The scene is still a shocking one and Petrie (along with the reader) is completely won over to her side in that single revelation of the dark side of foreign otherness. Whether deliberate or not, Rohmer perfectly captures the sadomasochistic fantasy of rescuing and conquering the untamed Eastern girl whose passion far exceeds that of their drab, civilized Western counterparts. Smith and Petrie, by virtue of their continued association with the Orient, are themselves marked as “foreign other.” The staid life of respectable Englishmen could never satisfy them. It is a similar sentiment found in many song lyrics of the era. Exposure to a larger, more exotic world during the Great War threatened to spoil the simple comforts of home.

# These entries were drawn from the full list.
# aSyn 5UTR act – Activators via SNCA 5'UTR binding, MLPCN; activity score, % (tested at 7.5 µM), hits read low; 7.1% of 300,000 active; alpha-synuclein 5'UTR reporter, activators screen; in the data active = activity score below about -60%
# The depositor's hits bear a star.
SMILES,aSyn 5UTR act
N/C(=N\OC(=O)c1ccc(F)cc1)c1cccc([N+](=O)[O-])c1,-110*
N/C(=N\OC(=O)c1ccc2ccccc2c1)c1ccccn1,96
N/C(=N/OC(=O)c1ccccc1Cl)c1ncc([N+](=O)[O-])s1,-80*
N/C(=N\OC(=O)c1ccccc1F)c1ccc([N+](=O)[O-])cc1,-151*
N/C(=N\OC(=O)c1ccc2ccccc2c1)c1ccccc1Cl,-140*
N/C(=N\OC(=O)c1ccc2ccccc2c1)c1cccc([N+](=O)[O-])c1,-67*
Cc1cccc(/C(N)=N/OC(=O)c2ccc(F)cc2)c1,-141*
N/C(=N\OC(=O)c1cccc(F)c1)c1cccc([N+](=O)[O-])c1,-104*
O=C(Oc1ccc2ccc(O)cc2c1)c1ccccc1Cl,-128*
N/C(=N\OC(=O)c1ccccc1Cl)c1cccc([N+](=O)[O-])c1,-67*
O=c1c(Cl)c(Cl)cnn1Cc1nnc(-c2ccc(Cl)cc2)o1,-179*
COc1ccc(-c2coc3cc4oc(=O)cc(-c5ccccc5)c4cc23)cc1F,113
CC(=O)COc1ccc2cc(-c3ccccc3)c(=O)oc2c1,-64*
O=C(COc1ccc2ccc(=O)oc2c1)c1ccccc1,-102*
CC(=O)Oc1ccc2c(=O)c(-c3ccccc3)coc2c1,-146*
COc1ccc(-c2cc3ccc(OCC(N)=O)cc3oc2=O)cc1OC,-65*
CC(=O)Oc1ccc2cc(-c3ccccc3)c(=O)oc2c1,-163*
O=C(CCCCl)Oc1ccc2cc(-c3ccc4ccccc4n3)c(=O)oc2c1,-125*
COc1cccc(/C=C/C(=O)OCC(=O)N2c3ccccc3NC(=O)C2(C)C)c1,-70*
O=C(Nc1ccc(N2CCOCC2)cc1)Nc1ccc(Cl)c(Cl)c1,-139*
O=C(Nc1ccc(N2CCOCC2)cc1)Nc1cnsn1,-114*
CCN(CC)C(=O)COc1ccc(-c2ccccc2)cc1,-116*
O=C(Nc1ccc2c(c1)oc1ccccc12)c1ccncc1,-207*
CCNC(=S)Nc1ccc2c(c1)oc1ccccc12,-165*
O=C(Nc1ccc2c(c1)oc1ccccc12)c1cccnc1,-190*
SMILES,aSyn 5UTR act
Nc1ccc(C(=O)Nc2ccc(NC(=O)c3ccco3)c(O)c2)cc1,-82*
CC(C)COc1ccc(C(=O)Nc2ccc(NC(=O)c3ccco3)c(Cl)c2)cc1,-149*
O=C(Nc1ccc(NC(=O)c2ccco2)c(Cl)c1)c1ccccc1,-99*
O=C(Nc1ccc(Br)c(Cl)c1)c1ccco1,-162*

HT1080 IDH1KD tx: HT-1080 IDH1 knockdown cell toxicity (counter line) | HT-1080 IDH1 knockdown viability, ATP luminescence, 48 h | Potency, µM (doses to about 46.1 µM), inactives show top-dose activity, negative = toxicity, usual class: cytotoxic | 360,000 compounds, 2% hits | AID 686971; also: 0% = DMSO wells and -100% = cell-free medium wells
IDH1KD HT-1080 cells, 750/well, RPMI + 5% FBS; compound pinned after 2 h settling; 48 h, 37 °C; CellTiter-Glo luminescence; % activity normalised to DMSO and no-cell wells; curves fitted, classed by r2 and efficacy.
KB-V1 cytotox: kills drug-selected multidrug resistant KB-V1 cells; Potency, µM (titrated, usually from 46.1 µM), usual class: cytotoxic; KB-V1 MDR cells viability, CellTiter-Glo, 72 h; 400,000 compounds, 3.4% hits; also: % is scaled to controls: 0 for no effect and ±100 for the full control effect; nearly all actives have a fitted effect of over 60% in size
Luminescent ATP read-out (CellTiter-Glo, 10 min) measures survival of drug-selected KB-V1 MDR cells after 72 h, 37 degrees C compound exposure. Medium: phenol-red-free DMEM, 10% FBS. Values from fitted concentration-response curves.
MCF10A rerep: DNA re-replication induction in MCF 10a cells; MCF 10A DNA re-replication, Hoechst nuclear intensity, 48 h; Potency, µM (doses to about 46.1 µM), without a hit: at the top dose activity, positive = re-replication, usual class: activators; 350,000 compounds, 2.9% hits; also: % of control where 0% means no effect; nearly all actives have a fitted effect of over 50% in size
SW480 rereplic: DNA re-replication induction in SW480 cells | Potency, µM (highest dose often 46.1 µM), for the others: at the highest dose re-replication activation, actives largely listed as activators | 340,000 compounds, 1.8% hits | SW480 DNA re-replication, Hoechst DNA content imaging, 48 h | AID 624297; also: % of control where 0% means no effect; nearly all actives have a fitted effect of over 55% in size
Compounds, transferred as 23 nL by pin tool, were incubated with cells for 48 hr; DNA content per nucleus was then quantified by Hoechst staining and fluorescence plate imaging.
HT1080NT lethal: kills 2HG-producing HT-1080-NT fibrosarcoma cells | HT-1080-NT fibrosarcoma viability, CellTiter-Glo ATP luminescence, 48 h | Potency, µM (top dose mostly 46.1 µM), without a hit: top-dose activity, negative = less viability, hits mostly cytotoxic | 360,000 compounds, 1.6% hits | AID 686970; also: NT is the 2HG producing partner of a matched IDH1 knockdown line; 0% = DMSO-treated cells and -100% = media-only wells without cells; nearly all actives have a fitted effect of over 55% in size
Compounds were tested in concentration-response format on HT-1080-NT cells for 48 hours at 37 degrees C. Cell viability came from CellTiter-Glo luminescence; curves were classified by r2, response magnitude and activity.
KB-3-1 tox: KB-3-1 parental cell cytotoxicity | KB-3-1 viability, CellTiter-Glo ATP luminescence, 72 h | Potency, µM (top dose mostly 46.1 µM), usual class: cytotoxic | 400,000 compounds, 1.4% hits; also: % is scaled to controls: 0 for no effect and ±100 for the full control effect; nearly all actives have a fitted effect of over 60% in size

Unsurprisingly, Karamaneh gives Petrie the slip leaving Smith to condemn him as an imbecile. The resulting argument nearly destroys their lifelong friendship until Smith reveals that his hardened misogynistic attitude is the result of his having once let a woman make a fool of him (a reference to the mysterious love affair hinted at in the preceding episode). Smith declares that he has learned his lesson and compares Petrie to Adam from the Book of Genesis who will go to pieces for his foolish devotion to the fairer sex. Smith declares that not only has Petrie endangered their lives, but his action could very well mean that a “yellow” emperor sits upon the throne of the world.